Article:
Martín was born in La Plata. Los cuerpos del verano, his first novel, won the Young Latin-American Literature Award and has been translated into English (Bodies of Summer from Dalkey Archive), and French (Les corps de l'été from MEET). His second novel, Los mantras modernos, was published in Argentina earlier this year. Recently, he was selected by the Hay Festival as part of the Bogotá 39 list, which includes the 39 most promising Latin American authors under forty.

Translation Lab

November 7 - 18, 2017

Arabic to English
Cathy Plourde is the author of plays and video scripts for social change, health & wellness, and difficult dialog. Her work has traveled the U.S. under Add Verb Productions, and she's presented her work internationally. Her book publications include Out & Allied: An Anthology of Performance Pieces Written by LGBTQ Youth & Allies (Vol 1 & II) and Making Out Like a Virgin: Sex, Desire & Intimacy After Sexual Trauma. Cathy works as a consultant, editor, writer, and educator and recently repatriated with her wife in Rhode Island, after two years in the U.K.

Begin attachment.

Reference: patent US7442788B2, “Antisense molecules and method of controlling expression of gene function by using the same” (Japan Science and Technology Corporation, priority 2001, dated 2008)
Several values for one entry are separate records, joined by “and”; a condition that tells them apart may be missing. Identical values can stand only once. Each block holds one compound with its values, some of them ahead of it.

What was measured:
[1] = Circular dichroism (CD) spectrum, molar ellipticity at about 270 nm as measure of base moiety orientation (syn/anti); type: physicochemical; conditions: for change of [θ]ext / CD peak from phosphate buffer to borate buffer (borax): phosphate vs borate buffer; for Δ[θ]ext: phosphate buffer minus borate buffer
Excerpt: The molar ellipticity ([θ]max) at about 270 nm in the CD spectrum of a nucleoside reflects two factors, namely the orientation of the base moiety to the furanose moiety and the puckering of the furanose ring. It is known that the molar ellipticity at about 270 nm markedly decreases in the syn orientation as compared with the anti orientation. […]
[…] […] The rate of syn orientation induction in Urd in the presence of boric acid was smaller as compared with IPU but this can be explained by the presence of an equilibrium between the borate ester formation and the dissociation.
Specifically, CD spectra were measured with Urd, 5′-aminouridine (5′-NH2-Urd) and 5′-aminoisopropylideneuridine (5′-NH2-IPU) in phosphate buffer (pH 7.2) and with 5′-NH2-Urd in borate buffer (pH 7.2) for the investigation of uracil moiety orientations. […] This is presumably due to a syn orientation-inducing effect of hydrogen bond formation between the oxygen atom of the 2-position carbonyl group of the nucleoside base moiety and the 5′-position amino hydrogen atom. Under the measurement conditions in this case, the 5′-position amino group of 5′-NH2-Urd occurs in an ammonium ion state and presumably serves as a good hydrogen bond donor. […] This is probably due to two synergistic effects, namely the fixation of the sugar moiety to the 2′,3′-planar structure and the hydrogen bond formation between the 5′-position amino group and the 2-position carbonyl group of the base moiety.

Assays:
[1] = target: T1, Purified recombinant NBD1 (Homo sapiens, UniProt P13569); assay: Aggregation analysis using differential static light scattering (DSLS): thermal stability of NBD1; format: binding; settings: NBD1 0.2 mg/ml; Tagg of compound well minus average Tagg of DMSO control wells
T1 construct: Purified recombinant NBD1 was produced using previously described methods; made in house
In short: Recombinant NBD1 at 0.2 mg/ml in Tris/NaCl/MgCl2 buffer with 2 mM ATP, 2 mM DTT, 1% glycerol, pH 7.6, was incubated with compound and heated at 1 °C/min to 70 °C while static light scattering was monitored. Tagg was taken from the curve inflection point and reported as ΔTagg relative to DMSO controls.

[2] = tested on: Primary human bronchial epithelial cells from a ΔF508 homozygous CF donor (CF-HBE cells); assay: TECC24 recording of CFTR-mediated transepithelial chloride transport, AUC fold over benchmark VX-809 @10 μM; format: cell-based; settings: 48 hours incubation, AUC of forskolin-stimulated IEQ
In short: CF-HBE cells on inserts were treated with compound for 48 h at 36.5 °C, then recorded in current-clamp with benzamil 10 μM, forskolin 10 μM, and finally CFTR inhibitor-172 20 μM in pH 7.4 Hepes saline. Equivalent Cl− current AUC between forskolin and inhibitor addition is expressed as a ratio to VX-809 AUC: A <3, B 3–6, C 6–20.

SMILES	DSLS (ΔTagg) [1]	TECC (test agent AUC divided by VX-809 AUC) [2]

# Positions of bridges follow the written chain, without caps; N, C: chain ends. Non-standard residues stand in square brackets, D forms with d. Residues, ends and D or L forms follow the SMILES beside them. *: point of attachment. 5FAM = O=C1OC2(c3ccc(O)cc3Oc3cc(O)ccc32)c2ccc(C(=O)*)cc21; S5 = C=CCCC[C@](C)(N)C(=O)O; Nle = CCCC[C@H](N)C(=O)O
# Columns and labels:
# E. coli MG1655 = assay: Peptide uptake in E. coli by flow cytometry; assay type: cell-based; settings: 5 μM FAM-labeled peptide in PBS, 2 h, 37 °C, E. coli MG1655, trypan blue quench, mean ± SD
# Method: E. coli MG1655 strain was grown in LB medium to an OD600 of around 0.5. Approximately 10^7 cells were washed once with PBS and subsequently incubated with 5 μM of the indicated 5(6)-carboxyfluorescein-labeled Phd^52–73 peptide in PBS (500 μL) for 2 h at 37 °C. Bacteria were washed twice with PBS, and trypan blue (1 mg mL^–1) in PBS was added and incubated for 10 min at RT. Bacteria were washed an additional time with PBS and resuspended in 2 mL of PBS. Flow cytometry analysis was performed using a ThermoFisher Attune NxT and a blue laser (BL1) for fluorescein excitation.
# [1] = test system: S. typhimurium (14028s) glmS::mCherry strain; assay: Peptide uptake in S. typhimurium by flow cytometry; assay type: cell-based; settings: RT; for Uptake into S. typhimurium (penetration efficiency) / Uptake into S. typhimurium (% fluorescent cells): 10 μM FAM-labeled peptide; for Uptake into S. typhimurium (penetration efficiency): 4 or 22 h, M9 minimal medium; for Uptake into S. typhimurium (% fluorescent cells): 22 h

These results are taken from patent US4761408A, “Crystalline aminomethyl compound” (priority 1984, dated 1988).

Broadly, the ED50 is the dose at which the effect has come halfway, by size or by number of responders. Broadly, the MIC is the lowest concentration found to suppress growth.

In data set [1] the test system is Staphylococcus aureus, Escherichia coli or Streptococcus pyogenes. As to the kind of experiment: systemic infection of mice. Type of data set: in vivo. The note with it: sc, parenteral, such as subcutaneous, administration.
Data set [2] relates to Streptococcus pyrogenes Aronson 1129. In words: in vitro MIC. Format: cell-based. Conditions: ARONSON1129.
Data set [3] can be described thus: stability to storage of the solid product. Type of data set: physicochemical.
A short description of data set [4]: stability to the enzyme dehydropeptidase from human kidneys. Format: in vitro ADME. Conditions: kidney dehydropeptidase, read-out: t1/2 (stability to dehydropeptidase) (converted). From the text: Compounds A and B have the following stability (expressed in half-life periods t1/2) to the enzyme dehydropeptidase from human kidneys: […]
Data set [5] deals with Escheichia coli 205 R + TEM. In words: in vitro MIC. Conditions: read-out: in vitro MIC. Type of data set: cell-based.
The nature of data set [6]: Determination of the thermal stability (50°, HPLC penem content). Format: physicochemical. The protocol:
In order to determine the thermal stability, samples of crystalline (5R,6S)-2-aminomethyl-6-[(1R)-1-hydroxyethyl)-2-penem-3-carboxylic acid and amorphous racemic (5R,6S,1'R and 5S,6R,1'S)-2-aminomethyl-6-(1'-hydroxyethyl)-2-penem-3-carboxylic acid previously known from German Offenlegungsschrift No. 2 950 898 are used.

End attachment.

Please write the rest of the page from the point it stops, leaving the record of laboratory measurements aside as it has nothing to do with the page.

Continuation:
Dalia Basiouny is an Egyptian writer, theatre maker, activist, academic, and translator. Her theater work includes directing 20 plays performed internationally. Dalia's academic work focuses on the role of women in theater, and her Ph.D. from CUNY Graduate Center explores the political theater of Arab American Women after 9/11. She established "Sabeel for the Arts" in Cairo in 1997 to promote women's work. She is a recipient of several awards including a Fulbright Arts Grant and a British Council Chevening Scholarship.

Italian to English